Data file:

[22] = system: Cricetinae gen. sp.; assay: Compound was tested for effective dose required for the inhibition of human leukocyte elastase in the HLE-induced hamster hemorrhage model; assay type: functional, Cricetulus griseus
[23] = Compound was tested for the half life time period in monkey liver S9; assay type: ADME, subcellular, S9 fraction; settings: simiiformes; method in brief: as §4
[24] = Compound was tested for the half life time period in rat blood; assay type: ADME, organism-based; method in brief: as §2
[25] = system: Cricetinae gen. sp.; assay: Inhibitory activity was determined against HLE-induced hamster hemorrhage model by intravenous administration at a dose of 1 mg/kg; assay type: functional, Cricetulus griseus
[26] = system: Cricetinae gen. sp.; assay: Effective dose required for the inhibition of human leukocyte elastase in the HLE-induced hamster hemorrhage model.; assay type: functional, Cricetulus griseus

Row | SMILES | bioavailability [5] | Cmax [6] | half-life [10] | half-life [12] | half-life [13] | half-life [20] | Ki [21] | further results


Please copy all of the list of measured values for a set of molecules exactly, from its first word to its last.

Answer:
[22] = system: Cricetinae gen. sp.; assay: Compound was tested for effective dose required for the inhibition of human leukocyte elastase in the HLE-induced hamster hemorrhage model; assay type: functional, Cricetulus griseus
[23] = Compound was tested for the half life time period in monkey liver S9; assay type: ADME, subcellular, S9 fraction; settings: simiiformes; method in brief: as §4
[24] = Compound was tested for the half life time period in rat blood; assay type: ADME, organism-based; method in brief: as §2
[25] = system: Cricetinae gen. sp.; assay: Inhibitory activity was determined against HLE-induced hamster hemorrhage model by intravenous administration at a dose of 1 mg/kg; assay type: functional, Cricetulus griseus
[26] = system: Cricetinae gen. sp.; assay: Effective dose required for the inhibition of human leukocyte elastase in the HLE-induced hamster hemorrhage model.; assay type: functional, Cricetulus griseus

Row | SMILES | bioavailability [5] | Cmax [6] | half-life [10] | half-life [12] | half-life [13] | half-life [20] | Ki [21] | further results